A trio of Federal Aviation Administration (FAA) reports, written several years before two fatal 737 Max crashes, highlighted concerns about agency’s self-certification programme, describing the Boeing-FAA relationship as “contentious” and possibly requiring a “reset”.

Marked “draft reports,” the 2015 documents broadly review the agency’s Organization Designation Authorization (ODA) programme and recommend improvements that would enable the agency to reduce some project involvement.

The reports were compiled well before the Max crashes in 2018 and 2019, which killed 346 people and spurred criticism of the ODA initiative. Under that programme the FAA authorises selected manufacturers to perform certain certification activities.

FAA Max flight tests_1July

Source: Federal Aviation Administration

FAA and Boeing engineers during a flight test of the 737 Max on 1 July 2020

FlightGlobal recently received the reports from the FAA, more than one year after requesting them.

The documents broadly summarise information and opinions received from the FAA and aerospace manufacturers, reviewing how implementation of the ODA in 2009 affected those companies and the product certification process.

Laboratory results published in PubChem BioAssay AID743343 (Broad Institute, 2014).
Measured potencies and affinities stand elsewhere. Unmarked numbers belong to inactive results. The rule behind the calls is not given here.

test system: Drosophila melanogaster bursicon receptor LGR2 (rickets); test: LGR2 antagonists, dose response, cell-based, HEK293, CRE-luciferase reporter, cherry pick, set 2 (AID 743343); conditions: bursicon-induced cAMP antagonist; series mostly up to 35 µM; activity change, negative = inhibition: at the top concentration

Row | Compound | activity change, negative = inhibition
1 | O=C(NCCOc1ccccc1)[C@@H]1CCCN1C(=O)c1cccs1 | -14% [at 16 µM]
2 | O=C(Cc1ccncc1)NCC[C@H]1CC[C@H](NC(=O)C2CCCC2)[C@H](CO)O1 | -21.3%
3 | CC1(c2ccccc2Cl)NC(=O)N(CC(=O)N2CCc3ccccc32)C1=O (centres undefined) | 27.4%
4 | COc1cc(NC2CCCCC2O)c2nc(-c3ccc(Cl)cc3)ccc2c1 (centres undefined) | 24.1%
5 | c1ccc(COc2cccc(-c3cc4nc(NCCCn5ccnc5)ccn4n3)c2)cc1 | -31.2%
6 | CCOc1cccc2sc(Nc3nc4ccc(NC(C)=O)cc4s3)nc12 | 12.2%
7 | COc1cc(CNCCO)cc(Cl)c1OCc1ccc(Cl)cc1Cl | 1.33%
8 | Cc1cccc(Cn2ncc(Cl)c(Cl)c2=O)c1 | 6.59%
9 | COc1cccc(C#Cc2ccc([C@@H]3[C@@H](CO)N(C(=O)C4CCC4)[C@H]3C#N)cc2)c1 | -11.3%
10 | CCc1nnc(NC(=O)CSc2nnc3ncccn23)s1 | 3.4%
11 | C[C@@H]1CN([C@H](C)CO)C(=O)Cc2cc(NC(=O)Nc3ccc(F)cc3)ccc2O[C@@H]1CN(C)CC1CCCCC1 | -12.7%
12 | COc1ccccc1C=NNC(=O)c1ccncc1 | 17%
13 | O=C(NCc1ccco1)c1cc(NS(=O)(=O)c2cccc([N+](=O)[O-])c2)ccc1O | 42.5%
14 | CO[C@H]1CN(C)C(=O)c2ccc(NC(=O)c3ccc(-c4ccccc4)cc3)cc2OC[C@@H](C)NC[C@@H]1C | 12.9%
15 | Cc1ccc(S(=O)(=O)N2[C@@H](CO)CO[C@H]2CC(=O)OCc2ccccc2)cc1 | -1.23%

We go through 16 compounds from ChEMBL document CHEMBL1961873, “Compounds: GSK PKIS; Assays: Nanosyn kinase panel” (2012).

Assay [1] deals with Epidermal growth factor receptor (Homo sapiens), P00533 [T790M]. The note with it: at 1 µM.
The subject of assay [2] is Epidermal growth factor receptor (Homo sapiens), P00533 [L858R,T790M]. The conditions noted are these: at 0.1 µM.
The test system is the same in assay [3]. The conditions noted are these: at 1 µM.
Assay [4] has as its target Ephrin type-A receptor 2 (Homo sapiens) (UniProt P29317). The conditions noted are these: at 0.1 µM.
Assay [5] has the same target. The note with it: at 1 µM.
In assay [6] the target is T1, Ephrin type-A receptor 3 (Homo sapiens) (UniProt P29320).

The reports are dated August, October and November 2015, and some pages are marked “McKinsey”, a consulting firm.

The FAA did not respond to questions about the documents.

“Lack of consistent performance management systems, change-resistant frontline mindsets, and skills challenges contribute to variable performance,” say the reports. “Disagreement on safety relevance contributes to uneven application of standards.”

“ODA implementation has not met expectations and… has not consistently delivered industry-wide benefits”, the documents say. “OEMs feel a larger administrative burden without corresponding benefits.”


The reports review Boeing’s relationship with the FAA’s Boeing Aviation Safety Oversight Office (BASOO), which oversees Boeing certifications and is within the FAA’s Aircraft Certification Service (AIR).

“The Boeing-BASOO relationship is the most important and contentious,” the reports say. “Disconnects between Boeing and BASOO may require a relationship reset.”

The reports describe Boeing as perhaps “the most important AIR stakeholder by virtue of [its] size and growing product complexity”.

“Projected 15% annual growth in Boeing’s certificate submissions will overwhelm BASOO at [the] current level of involvement,” the documents say.

Still, BASOO “is a relatively high performer” compared with other FAA certification offices, despite handling far more projects.